5. Tracking the history

A characteristic of this kind of game is that political allegiances and storylines can change rapidly. Even vast world-spanning conspiracies may be over in a couple of months. What players do can and will affect the world –- or at the very least it affects other players. But how to keep track of the in game history? How are new players to know the recent history of some faction or other? And bear in mind that from point #2, they may need to know these things in order to roleplay with other players who remember it.

This is a very real and very difficult problem. It is best solved by bboards and wikis and other means for players to record their own histories for other people to read. And these suffer exactly the same issues as real life histories –- they are subject to bias, and to the author only having one side of the story. They’re subject to not being kept up to date, by the maintainer getting bored, by small grounds of players deciding to keep their own faction history somewhere else and forgetting to tell people, etc.

Hopefully some players will take on the role of chroniclers or journalists, so that the stories will not be forgotten. The reason this is important is because things that have happened in the past affect the present. If a leader of one faction was snubbed by the leader of another, then she may hold a grudge for years. Pity the poor player who doesn’t know what anyone in game at the time would have known (ie. not to mention the offending faction in the presence of the other faction leader) and gets into serious IC trouble for their pains.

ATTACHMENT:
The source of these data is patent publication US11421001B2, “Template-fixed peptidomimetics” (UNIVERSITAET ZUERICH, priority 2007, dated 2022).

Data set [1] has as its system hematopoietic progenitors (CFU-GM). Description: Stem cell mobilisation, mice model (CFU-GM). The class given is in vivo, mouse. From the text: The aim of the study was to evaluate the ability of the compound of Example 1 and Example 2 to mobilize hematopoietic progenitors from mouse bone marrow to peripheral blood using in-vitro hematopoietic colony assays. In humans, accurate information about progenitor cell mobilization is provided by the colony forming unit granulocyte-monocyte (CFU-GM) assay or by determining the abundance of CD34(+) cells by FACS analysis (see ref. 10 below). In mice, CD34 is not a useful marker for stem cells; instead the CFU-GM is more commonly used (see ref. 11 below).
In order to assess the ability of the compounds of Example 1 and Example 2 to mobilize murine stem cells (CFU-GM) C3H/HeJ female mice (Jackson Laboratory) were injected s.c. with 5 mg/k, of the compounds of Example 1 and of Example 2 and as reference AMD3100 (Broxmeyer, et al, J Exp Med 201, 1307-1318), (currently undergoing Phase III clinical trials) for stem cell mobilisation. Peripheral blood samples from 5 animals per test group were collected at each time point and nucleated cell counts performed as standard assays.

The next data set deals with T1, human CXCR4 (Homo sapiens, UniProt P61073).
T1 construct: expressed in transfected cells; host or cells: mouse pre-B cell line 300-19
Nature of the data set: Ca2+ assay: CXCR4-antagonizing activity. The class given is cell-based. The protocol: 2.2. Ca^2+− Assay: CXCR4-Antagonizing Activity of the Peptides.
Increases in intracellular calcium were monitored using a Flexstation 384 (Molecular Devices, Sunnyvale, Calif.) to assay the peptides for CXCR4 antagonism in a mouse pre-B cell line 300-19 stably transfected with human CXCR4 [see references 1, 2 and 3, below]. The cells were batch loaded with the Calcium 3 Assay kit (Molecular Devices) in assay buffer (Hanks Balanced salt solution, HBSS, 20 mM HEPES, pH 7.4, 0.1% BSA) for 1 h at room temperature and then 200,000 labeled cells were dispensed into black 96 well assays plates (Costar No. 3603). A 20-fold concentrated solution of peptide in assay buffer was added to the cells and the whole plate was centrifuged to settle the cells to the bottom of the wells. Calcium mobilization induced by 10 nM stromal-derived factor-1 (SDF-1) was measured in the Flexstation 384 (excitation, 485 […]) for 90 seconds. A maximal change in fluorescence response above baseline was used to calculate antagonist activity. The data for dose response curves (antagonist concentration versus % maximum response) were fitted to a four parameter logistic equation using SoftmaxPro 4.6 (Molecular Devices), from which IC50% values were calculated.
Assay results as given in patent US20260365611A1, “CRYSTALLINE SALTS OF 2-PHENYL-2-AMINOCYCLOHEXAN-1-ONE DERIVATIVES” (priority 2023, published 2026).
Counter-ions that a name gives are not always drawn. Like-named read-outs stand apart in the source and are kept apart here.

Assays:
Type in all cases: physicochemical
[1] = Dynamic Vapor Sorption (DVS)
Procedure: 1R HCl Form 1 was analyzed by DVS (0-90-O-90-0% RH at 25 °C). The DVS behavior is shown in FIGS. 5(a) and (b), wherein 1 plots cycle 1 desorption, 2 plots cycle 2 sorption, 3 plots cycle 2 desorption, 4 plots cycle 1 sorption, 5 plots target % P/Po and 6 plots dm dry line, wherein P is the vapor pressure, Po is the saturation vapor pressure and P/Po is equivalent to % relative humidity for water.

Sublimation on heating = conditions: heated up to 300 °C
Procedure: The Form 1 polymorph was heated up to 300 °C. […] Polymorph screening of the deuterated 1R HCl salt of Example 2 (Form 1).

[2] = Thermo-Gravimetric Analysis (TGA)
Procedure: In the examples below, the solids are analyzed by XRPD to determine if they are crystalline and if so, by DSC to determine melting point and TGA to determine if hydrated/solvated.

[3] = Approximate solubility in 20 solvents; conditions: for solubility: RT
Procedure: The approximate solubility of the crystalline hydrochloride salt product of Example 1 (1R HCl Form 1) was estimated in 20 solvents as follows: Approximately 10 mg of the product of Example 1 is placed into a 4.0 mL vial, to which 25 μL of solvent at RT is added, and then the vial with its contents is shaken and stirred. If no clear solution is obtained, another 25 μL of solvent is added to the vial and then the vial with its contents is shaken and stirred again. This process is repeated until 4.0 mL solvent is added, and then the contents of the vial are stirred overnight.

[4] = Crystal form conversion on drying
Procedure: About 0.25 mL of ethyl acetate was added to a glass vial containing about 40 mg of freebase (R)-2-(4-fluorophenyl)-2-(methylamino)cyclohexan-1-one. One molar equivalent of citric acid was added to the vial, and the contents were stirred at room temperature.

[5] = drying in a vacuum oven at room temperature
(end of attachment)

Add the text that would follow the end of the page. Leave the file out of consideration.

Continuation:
Towards a better roleplaying experience online

I’m going to write a series of posts about improving RP in MMOs – probably one a week. I don’t think they ever can or should be the sort of game that Wolfshead describes. Aside from being full of RP Nazis (you know the sort of person who barrages you with whispers every time you open your mouth, telling you that your  character wouldn’t do or say that and that you’re doing it wrong?), it simply doesn’t play to the strengths of computer generated worlds.

In a MMO, no one ever has to ask the GM ‘what can I see?’ or ‘what can I do next?’. Every time you see an awesome vista in game, fly across a crazy zone full of giant mushrooms, or cast a fireball, you’re experiencing something very different and very special compared to your tabletop compatriots. It’s like being there.

Tabletop players have all the freedom in the world. But computer gamers don’t have all their experiences filtered through a GM. Vive la difference! And that’s the charm.